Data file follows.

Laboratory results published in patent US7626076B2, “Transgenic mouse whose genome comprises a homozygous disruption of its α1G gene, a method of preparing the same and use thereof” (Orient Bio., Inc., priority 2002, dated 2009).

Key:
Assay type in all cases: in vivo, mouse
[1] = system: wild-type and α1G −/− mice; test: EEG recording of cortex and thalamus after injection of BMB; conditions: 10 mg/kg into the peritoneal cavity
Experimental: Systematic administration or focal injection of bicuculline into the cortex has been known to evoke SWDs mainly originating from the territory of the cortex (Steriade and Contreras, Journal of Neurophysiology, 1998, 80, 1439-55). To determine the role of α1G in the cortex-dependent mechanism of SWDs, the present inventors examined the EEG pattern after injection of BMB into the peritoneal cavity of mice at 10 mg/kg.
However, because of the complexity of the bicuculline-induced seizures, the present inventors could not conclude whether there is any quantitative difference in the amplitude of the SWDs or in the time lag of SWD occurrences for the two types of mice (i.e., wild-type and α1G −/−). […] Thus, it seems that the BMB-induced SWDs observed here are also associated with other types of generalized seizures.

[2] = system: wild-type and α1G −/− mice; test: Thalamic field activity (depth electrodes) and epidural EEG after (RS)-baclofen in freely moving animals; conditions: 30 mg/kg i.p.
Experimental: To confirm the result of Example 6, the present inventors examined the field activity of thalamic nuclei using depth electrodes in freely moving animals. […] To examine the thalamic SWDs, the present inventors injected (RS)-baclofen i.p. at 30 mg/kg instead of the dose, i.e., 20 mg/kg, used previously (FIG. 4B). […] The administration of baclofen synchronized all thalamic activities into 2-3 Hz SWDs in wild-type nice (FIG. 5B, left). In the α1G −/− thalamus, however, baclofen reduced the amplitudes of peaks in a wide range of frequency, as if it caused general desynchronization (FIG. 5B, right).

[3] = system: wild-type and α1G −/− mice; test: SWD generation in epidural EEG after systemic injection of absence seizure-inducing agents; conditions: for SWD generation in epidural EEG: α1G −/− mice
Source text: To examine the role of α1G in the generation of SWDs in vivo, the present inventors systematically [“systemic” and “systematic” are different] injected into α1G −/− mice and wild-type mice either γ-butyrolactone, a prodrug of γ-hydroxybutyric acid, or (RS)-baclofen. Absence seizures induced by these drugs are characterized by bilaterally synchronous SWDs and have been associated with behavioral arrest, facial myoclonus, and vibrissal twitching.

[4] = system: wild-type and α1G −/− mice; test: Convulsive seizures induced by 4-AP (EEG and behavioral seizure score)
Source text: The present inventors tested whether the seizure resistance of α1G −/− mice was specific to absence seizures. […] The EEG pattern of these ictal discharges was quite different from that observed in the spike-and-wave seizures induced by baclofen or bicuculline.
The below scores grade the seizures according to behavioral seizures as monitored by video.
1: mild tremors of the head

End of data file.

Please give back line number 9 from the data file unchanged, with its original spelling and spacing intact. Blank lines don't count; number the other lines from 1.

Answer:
[3] = system: wild-type and α1G −/− mice; test: SWD generation in epidural EEG after systemic injection of absence seizure-inducing agents; conditions: for SWD generation in epidural EEG: α1G −/− mice